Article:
Tuesday, July 18, 2017

ICS-CERT Publishes Advisory and Updates Another

Today the DHS ICS-CERT published a new control system security advisory for products from Rockwell. They also updated another control system security advisory for products from Siemens. The Rockwell advisory was originally published in the NCCIC Portal on May 18, 2017.

Rockwell Advisory

This advisory describes an improper input validation vulnerability in the Rockwell MicroLogix 1100 Controllers. The vulnerability was reported by Mark Gondree of Sonoma State University, Francisco Tacliad and Thuy Nguyen of the Naval Postgraduate School. Rockwell has a newer firmware version that mitigates the vulnerability. There is no indication that any of the researchers have been provided an opportunity to verify the efficacy of the fix.

ICS-CERT does not provide any information on skill level or type access required to exploit this vulnerability. They just note that a successful exploit could lead to a denial of service condition.

Siemens Update

This update provides additional information on an advisory that was originally published on July 6th, 2017. The new information included updated version information for:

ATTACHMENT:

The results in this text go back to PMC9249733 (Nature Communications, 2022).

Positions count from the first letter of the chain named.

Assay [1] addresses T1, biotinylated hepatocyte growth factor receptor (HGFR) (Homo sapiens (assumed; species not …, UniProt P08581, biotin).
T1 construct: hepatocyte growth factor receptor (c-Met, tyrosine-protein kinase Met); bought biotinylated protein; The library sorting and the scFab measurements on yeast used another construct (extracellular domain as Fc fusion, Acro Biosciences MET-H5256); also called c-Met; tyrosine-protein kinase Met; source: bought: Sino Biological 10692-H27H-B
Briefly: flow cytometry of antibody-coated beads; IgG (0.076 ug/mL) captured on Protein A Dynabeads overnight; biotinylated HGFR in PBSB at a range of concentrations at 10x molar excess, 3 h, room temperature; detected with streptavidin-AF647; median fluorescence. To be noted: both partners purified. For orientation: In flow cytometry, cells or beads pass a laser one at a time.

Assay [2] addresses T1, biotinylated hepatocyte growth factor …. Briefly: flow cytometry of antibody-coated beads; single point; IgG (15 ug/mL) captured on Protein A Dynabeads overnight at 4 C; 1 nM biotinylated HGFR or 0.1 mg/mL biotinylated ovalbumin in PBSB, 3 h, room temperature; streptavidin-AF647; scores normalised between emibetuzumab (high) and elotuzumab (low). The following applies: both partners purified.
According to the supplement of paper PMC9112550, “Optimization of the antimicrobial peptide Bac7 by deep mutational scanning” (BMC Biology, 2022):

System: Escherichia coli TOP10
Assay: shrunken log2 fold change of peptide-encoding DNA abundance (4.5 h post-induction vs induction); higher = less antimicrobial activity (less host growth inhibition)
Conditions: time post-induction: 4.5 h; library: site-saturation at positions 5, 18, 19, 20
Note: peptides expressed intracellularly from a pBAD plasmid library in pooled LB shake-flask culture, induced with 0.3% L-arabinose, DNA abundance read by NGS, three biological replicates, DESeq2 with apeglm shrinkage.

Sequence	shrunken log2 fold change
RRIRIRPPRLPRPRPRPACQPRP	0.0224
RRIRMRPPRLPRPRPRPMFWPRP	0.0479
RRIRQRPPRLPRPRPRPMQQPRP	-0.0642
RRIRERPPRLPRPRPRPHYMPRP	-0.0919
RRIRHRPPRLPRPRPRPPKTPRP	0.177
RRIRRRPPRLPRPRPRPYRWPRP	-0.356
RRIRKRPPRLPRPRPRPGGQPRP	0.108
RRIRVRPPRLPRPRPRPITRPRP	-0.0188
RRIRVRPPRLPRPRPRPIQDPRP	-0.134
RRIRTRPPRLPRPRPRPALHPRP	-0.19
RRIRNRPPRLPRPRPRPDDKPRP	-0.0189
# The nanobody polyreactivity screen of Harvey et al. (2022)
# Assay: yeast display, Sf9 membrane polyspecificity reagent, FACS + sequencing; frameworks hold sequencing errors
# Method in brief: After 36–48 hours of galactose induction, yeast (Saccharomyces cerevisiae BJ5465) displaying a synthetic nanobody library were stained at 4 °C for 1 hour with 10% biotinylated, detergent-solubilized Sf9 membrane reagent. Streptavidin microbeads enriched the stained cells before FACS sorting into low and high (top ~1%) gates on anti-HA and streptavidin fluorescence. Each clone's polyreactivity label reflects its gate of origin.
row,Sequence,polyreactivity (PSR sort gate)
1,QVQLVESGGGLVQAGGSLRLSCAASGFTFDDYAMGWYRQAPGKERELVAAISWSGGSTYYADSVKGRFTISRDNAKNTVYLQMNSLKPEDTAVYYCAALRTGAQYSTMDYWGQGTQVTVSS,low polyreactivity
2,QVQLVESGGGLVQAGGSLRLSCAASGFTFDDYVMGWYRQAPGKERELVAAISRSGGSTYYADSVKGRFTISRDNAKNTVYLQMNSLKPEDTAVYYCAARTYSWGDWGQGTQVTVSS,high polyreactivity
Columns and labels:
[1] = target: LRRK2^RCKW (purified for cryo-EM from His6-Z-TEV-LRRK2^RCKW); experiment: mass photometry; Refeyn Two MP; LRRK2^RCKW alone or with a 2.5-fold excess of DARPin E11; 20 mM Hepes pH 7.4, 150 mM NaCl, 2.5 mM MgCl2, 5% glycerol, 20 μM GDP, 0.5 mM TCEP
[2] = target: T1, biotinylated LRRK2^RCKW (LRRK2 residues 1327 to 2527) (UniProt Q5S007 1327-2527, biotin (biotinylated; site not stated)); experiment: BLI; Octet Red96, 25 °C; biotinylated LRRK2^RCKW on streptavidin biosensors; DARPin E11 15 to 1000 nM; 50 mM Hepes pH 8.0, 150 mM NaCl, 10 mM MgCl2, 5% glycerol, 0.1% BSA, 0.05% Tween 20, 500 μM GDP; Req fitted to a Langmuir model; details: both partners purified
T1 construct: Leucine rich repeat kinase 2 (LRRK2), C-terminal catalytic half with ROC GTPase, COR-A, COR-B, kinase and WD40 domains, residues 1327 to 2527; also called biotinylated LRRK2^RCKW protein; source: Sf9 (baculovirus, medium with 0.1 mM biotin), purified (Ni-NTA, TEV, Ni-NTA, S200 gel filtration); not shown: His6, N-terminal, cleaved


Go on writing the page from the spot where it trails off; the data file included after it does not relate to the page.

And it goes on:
• Firmware variant Modbus TCP: All versions prior to V1.10.01,
• Firmware variant DNP3 TCP: All versions prior to V1.03, and
• SIPROTEC 7SJ66: All versions prior to V4.23
• SIPROTEC 7SJ686: All versions prior to V4.86
• SIPROTEC 7UT686: All versions prior to V4.01
• SIPROTEC 7SD686: All versions prior to V4.04

The only change seen in the security reporting from Siemens was affected version information and the update link for DNP3 TCP. The other updated version information was provided in the ‘Mitigation’ section of the earlier ICS-CERT version of the advisory, but not in the ‘Affected Products’ section.


I have not done an actual tally to confirm this, but it seems to me that we see a much higher percentage of Rockwell product advisories making it to the NCCIC (or the old US-CERT) secure portal before being publicly disclosed than we do for Siemens products. Since it is not clear how this decision is made for limited disclosure, it would be unfair to say something untoward was happening; but, it does seem odd.

If the decisions are made based upon company requests for the delay, then this is a marketing call by the respective companies with no foul noted. If the decision is being made just by ICS-CERT, then the community probably deserves some process explication.

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